Other symptoms of leukemia can include:
- pain in the bones or joints, sometimes causing a limp
- swollen lymph nodes (sometimes called swollen glands) in the neck, groin, or elsewhere
- an abnormally tired feeling
- poor appetite
In about 12% of kids with AML and 6% of those with ALL, spread of leukemia to the brain causes headaches, seizures, balance problems, or abnormal vision. If ALL spreads to the lymph nodes inside the chest, the enlarged gland can crowd the trachea (windpipe) and important blood vessels, leading to breathing problems and interference with blood flow to and from the heart.
Your child's doctor will perform a physical examination to check for signs of infection, anemia, abnormal bleeding, and swollen lymph nodes. The doctor will also feel your child's abdomen to see if there is an enlarged liver or spleen because they can become enlarged with some cancers in children.
In addition to doing a physical exam, the doctor will take a medical history by asking you about symptoms, past health, your family's health history, medications your child is taking, allergies, and other issues.
After this exam, the doctor will order a CBC (complete blood count) to measure the numbers of white cells, red cells, and platelets in your child's blood. A blood smear will be examined under a microscope to check for certain specific types of abnormal blood cells usually seen in patients with leukemia. Blood chemistries will also be checked.
Then, depending on the results of the physical exam and preliminary blood tests, your child may need:
- a bone marrow biopsy and aspiration, in which marrow samples are removed (usually from the back of the hip) for testing
- a lymph node biopsy, in which lymph nodes are removed and examined under a microscope to look for abnormal cells
- a lumbar puncture (spinal tap), where a sample of spinal fluid is removed from the lower back and examined for evidence of abnormal cells. This will show whether the leukemia has spread to the central nervous system (brain and spinal cord).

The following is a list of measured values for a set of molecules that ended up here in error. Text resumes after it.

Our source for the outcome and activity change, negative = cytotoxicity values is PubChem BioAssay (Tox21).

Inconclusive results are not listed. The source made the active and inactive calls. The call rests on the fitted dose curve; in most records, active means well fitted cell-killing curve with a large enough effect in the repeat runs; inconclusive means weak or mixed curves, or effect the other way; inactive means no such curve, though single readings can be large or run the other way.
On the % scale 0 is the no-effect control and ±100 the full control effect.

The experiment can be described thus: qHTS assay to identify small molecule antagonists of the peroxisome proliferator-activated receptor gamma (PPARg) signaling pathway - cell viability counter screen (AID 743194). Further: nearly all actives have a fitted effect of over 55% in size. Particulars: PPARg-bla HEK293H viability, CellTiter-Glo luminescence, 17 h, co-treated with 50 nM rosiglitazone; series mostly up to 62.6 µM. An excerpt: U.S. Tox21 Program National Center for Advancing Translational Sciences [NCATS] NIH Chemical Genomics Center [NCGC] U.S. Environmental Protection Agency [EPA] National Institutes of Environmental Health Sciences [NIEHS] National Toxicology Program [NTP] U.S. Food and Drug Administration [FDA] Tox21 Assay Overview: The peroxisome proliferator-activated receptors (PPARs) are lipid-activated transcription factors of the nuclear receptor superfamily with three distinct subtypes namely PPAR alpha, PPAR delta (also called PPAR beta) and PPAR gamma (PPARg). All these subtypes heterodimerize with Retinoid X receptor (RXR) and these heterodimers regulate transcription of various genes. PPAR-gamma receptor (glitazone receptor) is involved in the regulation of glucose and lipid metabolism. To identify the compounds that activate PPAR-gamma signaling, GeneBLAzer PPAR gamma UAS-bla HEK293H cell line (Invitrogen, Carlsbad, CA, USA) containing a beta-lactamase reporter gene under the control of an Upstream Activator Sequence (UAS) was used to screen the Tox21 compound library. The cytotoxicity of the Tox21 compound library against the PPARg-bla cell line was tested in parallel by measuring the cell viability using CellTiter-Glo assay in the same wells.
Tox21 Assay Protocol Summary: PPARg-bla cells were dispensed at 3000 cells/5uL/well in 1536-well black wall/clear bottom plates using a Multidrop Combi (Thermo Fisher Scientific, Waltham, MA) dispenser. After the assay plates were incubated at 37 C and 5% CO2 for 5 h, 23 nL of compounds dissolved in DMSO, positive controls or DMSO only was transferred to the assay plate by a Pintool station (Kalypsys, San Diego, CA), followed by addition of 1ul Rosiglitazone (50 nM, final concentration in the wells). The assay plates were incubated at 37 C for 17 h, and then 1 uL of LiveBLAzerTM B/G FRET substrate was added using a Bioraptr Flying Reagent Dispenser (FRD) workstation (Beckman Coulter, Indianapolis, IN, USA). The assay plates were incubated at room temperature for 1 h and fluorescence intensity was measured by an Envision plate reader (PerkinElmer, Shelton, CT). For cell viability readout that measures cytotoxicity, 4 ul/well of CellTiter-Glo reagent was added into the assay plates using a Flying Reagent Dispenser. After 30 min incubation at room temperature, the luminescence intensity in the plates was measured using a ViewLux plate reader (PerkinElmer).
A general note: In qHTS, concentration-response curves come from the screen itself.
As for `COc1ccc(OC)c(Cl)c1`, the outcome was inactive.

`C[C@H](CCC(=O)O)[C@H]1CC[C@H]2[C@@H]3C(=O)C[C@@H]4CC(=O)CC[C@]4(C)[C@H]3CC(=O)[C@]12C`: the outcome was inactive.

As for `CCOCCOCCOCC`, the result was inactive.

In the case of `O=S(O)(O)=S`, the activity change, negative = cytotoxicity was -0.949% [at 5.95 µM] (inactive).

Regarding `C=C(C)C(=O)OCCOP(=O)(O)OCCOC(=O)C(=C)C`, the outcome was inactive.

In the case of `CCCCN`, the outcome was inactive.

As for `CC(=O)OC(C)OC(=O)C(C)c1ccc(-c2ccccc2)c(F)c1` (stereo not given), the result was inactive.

Bone marrow or lymph node samples will be examined and additional testing done to determine the specific type of leukemia. In addition to these basic lab tests, cell evaluations might be done, including genetic studies to distinguish between specific types of leukemia and certain features of the leukemia cells. Kids will receive anesthesia or sedative medications for any painful procedures.
Certain features of a child's leukemia, such as age and initial white blood cell count, are used in determining the intensity of treatment needed to achieve the best chance for cure. Although all kids with ALL are treated with chemotherapy, the dosages and drug combinations may differ.
To decrease the chance that leukemia will invade the child's central nervous system, patients receive intrathecal chemotherapy, the administration of cancer-killing drugs into the cerebrospinal fluid around the brain and spinal cord.
Radiation treatments, which use high-energy rays to shrink tumors and keep cancer cells from growing, may be used in addition to intrathecal chemotherapy for certain high-risk patients. Children then require continued close monitoring by a pediatric oncologist, a specialist in childhood cancer.
After treatment begins, the goal is remission of the leukemia (when there is no longer evidence of cancer cells in the body). Once remission has occurred, maintenance chemotherapy is usually used to keep the child in remission. Maintenance chemotherapy is given in cycles over a period of 2 to 3 years to keep the cancer from returning. Leukemia will almost always relapse (reoccur) if this additional chemotherapy isn't given. Sometimes the cancer will return in spite of maintenance chemotherapy, and other forms of chemotherapy will then be necessary.
Sometimes a bone marrow transplant may be necessary in addition to — or instead of — chemotherapy, depending on the type of leukemia a child has. During a bone marrow transplant, healthy bone marrow is introduced into a child's body.
Intensive leukemia chemotherapy has certain side effects, including hair loss, nausea and vomiting, and increased risk for infection or bleeding in the short term, as well as other potential health problems down the line. As your child is treated for leukemia, the cancer treatment team will watch closely for those side effects.
But with the proper treatment, the outlook for kids who are diagnosed with leukemia is quite good. Some forms of childhood leukemia have a remission rate of up to 90%; all kids then require regular maintenance chemotherapy and other treatment to continue to be cancer-free. Overall cure rates differ depending on the specific features of a child's disease. Most childhood leukemias have very high remission rates. And the majority of kids can be cured (meaning that they are in permanent remission) of the disease.
Reviewed by: Robin E. Miller, MD
Date reviewed: September 2010